The Shelf

Author’s note: This was posted to LinkedIn a few years ago. 


We have shelves in our bathrooms at the office above the sinks. Crazy it sounds, those shelves are a great analogy for what is wrong at the company I work for.

Our office bathrooms didn’t always have shelves, mind you. Some manager or facilities person a few years ago decided: ‘It would be nice if we had shelves in the bathroom so people can place things there while they take care of their business.’ It’s a good idea, so a shelf was installed. Huzzah!

Things went well for a few months, then one day I noticed the shelf was starting to lean forward slightly, as if it were coming off from the wall. Uh-oh. I stopped using it because I didn’t want my coffee mug to fall into the sink when the shelf finally gave way.

It eventually did break, and for about a week we were once again shelf-less. It was re-installed and life was good again, but after a few more months, it started to lean forward and fell off the wall again.

While I have managed some minor home repairs myself, I’m not going to claim to be Tim the Tool-Man. If I shelf I installed gave way, then okay, fine, maybe I did something wrong or overlooked something that a professional would know to do from experience. How was it that our professional facilities people couldn’t install a simple shelf? A few months later, after we remodeled our building, I got my answer…

There are three brackets holding the shelf in place. Each bracket should have two screws, but for whatever bone-headed reason, only one gets put in. Why? Was the facilities guy in a hurry? Are screws that expensive? My best guess is that the guy figured one screw is ‘good enough.’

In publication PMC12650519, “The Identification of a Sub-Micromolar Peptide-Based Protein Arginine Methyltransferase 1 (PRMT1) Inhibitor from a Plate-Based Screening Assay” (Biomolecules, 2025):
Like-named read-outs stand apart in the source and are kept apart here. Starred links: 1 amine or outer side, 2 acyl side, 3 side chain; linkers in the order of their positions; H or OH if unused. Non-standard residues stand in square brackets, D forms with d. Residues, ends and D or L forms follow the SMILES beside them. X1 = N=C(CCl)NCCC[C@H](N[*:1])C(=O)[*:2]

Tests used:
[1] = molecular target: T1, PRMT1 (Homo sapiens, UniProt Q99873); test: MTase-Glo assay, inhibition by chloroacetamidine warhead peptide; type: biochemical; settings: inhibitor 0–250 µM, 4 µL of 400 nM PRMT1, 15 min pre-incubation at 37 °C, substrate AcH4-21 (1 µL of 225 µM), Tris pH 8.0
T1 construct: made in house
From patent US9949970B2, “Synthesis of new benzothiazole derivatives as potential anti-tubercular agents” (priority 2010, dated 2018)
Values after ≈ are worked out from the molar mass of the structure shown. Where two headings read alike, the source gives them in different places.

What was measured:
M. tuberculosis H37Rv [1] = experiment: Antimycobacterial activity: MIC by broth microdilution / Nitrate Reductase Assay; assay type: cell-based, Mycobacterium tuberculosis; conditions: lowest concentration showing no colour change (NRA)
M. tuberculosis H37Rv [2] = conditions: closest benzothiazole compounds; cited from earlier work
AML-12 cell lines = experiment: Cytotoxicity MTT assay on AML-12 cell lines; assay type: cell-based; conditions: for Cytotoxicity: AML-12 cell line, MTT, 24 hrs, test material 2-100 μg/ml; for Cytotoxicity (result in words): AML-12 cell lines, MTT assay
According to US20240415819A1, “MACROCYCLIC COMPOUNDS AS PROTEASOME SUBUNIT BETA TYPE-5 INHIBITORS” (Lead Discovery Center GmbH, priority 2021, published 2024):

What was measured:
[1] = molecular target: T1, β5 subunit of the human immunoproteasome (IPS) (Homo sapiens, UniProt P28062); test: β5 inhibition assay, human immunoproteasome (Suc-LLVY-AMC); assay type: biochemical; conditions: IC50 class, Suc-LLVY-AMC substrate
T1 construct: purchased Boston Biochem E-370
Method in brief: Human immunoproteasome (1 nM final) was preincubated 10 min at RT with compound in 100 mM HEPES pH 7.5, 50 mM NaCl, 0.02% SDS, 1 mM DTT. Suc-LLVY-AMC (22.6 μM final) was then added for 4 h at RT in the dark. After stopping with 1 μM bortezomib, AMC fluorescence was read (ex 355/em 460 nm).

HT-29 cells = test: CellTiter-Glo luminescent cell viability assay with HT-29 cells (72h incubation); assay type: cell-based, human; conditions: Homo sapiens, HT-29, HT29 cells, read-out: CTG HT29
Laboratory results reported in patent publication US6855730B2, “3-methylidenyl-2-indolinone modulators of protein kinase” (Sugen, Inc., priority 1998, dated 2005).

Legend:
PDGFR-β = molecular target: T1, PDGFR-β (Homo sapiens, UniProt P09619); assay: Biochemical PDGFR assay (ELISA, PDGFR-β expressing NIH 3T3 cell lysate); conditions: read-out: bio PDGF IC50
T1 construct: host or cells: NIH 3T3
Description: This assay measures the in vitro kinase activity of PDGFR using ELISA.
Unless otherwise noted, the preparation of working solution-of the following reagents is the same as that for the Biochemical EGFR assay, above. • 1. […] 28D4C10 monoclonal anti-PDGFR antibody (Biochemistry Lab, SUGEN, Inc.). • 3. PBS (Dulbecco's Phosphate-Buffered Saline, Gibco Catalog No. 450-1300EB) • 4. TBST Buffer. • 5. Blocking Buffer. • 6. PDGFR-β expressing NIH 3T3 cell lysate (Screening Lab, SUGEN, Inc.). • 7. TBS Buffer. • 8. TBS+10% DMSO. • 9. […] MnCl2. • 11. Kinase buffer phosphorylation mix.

Whatever the reason, the job wasn’t done right the first time, and the shelf inevitably has to be repaired. Surely the guy learns that ‘gee, maybe I should do the job right this time and use two screws so this doesn’t happen again.’

Nope! He makes the same mistake again, and as you can see by the picture above (different shelf but you get the idea) he’ll be eventually repairing it again. Even then, the damage has been done and he’ll likely continue ad infinitum.

This is a perfect analogy for how my company does things:

  1. Get a good idea and implement it.
  2. Don’t make the product the right way the first time, but make it ‘good enough.’
  3. Attempt to fix problems after customers complain of issues.
  4. The fixes are also ‘good enough.’
  5. Everything is fine for a while, but the problems inevitably return and the damage has been done in loss of customer confidence and goodwill.
  6. Go back to step 3 and repeat.

So yeah, that’s the way things work (or rather, don’t work) at my office.

I’m just wondering what the facilities guy is going to do when he runs out of wall space. He should have plenty of screws, at least.

27 Things I Won’t Miss from my Job (and 5 Things I Will)

workI’m being laid off from my job next month, so I thought about what I will and won’t miss from it.

I won’t miss:

  1. Idiot coworkers
  2. Idiot customers
  3. Incompetent manager
  4. Jerkface department head
  5. Idiot temporary employees trashing the place
  6. Carl (there’s always a ‘Carl’)
  7. That guy that tries to justify the crappy things the company does
  8. Our crappy software
  9. Our crappy websites
  10. Our crappy apps
  11. Our crappy phone system
  12. Having to tell customer our crappy software doesn’t work because it was made in 1999.
  13. Having to tell customers our crappy websites, apps and phone system are down…again